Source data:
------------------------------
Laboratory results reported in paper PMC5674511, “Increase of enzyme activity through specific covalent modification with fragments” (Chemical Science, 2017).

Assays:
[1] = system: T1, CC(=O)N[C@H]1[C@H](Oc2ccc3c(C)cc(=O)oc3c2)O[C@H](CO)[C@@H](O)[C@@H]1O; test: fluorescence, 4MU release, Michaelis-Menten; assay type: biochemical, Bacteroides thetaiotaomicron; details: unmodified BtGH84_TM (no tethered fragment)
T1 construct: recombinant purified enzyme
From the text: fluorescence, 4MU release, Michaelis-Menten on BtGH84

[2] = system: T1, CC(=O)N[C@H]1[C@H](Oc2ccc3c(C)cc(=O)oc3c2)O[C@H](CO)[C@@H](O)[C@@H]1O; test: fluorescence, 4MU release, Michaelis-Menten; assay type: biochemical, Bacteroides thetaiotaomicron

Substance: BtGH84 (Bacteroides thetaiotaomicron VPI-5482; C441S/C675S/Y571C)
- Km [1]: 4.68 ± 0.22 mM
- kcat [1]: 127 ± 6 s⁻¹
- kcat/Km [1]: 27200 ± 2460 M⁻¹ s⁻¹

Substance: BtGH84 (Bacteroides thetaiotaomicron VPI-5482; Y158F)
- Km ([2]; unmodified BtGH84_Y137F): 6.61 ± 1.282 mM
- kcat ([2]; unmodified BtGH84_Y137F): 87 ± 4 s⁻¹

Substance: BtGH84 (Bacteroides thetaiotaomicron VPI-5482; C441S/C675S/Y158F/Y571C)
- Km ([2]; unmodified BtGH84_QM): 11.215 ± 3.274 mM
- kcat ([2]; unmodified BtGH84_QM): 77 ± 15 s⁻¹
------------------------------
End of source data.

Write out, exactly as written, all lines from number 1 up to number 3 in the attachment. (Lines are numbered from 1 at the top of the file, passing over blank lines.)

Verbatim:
Laboratory results reported in paper PMC5674511, “Increase of enzyme activity through specific covalent modification with fragments” (Chemical Science, 2017).

Assays:
[1] = system: T1, CC(=O)N[C@H]1[C@H](Oc2ccc3c(C)cc(=O)oc3c2)O[C@H](CO)[C@@H](O)[C@@H]1O; test: fluorescence, 4MU release, Michaelis-Menten; assay type: biochemical, Bacteroides thetaiotaomicron; details: unmodified BtGH84_TM (no tethered fragment)